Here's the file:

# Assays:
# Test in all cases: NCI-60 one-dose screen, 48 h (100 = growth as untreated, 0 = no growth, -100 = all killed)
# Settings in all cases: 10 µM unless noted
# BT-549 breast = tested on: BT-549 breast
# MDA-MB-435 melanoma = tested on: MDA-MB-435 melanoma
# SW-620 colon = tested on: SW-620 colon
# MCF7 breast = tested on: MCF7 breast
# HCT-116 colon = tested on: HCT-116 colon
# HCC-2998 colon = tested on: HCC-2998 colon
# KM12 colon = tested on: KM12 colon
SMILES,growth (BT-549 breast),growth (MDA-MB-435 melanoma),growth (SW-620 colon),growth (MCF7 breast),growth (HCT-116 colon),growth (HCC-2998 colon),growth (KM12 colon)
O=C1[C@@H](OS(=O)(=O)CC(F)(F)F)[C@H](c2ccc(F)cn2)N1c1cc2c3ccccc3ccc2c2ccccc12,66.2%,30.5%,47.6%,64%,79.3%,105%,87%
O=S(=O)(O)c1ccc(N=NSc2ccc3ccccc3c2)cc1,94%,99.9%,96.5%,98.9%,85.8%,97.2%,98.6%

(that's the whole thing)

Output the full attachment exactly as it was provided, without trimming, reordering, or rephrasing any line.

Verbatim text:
# Assays:
# Test in all cases: NCI-60 one-dose screen, 48 h (100 = growth as untreated, 0 = no growth, -100 = all killed)
# Settings in all cases: 10 µM unless noted
# BT-549 breast = tested on: BT-549 breast
# MDA-MB-435 melanoma = tested on: MDA-MB-435 melanoma
# SW-620 colon = tested on: SW-620 colon
# MCF7 breast = tested on: MCF7 breast
# HCT-116 colon = tested on: HCT-116 colon
# HCC-2998 colon = tested on: HCC-2998 colon
# KM12 colon = tested on: KM12 colon
SMILES,growth (BT-549 breast),growth (MDA-MB-435 melanoma),growth (SW-620 colon),growth (MCF7 breast),growth (HCT-116 colon),growth (HCC-2998 colon),growth (KM12 colon)
O=C1[C@@H](OS(=O)(=O)CC(F)(F)F)[C@H](c2ccc(F)cn2)N1c1cc2c3ccccc3ccc2c2ccccc12,66.2%,30.5%,47.6%,64%,79.3%,105%,87%
O=S(=O)(O)c1ccc(N=NSc2ccc3ccccc3c2)cc1,94%,99.9%,96.5%,98.9%,85.8%,97.2%,98.6%